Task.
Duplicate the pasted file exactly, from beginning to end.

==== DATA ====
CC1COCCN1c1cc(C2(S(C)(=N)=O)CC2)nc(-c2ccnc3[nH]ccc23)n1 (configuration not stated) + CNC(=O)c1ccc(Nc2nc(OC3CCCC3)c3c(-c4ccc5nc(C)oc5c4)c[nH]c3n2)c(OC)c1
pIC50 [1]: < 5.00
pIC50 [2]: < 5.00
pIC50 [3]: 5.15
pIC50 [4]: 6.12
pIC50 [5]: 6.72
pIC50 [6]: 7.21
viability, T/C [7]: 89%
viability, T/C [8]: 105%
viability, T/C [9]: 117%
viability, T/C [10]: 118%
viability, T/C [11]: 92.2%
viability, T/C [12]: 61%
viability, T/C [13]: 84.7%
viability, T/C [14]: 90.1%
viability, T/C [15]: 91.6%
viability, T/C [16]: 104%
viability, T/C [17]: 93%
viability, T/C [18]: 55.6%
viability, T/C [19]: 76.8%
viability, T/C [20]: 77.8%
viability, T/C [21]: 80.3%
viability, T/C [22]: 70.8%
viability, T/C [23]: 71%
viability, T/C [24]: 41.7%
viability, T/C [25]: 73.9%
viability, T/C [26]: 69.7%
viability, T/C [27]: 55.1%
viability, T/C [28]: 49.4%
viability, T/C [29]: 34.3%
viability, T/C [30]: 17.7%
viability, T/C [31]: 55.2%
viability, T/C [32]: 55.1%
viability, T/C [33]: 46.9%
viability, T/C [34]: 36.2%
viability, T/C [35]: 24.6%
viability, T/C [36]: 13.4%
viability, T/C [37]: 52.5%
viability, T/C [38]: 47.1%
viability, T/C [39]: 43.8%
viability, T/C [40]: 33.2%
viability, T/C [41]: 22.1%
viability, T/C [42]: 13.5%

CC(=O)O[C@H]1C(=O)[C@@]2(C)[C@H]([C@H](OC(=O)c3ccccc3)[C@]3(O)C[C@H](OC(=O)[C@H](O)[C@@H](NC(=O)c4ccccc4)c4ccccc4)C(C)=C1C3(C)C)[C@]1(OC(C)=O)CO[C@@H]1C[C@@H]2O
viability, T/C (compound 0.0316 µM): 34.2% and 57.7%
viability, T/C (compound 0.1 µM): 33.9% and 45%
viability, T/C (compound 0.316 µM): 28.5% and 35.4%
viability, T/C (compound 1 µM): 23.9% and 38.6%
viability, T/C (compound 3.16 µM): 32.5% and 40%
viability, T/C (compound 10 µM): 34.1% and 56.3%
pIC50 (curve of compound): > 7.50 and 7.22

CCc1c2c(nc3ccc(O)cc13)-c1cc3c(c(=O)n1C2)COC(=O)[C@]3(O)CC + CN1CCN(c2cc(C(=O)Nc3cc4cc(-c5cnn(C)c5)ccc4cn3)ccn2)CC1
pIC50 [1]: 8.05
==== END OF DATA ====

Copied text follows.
CC1COCCN1c1cc(C2(S(C)(=N)=O)CC2)nc(-c2ccnc3[nH]ccc23)n1 (configuration not stated) + CNC(=O)c1ccc(Nc2nc(OC3CCCC3)c3c(-c4ccc5nc(C)oc5c4)c[nH]c3n2)c(OC)c1
pIC50 [1]: < 5.00
pIC50 [2]: < 5.00
pIC50 [3]: 5.15
pIC50 [4]: 6.12
pIC50 [5]: 6.72
pIC50 [6]: 7.21
viability, T/C [7]: 89%
viability, T/C [8]: 105%
viability, T/C [9]: 117%
viability, T/C [10]: 118%
viability, T/C [11]: 92.2%
viability, T/C [12]: 61%
viability, T/C [13]: 84.7%
viability, T/C [14]: 90.1%
viability, T/C [15]: 91.6%
viability, T/C [16]: 104%
viability, T/C [17]: 93%
viability, T/C [18]: 55.6%
viability, T/C [19]: 76.8%
viability, T/C [20]: 77.8%
viability, T/C [21]: 80.3%
viability, T/C [22]: 70.8%
viability, T/C [23]: 71%
viability, T/C [24]: 41.7%
viability, T/C [25]: 73.9%
viability, T/C [26]: 69.7%
viability, T/C [27]: 55.1%
viability, T/C [28]: 49.4%
viability, T/C [29]: 34.3%
viability, T/C [30]: 17.7%
viability, T/C [31]: 55.2%
viability, T/C [32]: 55.1%
viability, T/C [33]: 46.9%
viability, T/C [34]: 36.2%
viability, T/C [35]: 24.6%
viability, T/C [36]: 13.4%
viability, T/C [37]: 52.5%
viability, T/C [38]: 47.1%
viability, T/C [39]: 43.8%
viability, T/C [40]: 33.2%
viability, T/C [41]: 22.1%
viability, T/C [42]: 13.5%

CC(=O)O[C@H]1C(=O)[C@@]2(C)[C@H]([C@H](OC(=O)c3ccccc3)[C@]3(O)C[C@H](OC(=O)[C@H](O)[C@@H](NC(=O)c4ccccc4)c4ccccc4)C(C)=C1C3(C)C)[C@]1(OC(C)=O)CO[C@@H]1C[C@@H]2O
viability, T/C (compound 0.0316 µM): 34.2% and 57.7%
viability, T/C (compound 0.1 µM): 33.9% and 45%
viability, T/C (compound 0.316 µM): 28.5% and 35.4%
viability, T/C (compound 1 µM): 23.9% and 38.6%
viability, T/C (compound 3.16 µM): 32.5% and 40%
viability, T/C (compound 10 µM): 34.1% and 56.3%
pIC50 (curve of compound): > 7.50 and 7.22

CCc1c2c(nc3ccc(O)cc13)-c1cc3c(c(=O)n1C2)COC(=O)[C@]3(O)CC + CN1CCN(c2cc(C(=O)Nc3cc4cc(-c5cnn(C)c5)ccc4cn3)ccn2)CC1
pIC50 [1]: 8.05